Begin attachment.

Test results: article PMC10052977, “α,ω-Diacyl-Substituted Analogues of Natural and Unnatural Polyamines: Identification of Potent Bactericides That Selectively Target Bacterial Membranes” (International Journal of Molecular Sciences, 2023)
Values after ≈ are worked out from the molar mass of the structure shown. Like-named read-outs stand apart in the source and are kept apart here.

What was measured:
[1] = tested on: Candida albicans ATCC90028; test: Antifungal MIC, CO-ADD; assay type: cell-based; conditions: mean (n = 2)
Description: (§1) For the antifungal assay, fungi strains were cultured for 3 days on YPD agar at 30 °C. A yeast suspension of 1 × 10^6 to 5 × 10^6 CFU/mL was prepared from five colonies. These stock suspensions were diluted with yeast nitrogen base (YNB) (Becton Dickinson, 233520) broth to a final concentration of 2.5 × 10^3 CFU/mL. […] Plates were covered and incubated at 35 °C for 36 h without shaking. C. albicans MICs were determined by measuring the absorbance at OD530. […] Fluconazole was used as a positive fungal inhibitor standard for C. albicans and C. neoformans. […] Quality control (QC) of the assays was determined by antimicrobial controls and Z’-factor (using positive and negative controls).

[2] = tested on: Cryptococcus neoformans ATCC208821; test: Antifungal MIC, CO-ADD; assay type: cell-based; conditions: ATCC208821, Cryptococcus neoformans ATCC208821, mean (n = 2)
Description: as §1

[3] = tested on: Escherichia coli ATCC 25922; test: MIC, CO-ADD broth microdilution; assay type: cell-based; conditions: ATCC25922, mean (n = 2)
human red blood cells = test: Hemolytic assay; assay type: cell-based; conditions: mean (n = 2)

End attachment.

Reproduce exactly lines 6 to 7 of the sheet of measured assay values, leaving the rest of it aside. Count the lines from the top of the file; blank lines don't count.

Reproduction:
[2] = tested on: Cryptococcus neoformans ATCC208821; test: Antifungal MIC, CO-ADD; assay type: cell-based; conditions: ATCC208821, Cryptococcus neoformans ATCC208821, mean (n = 2)
Description: as §1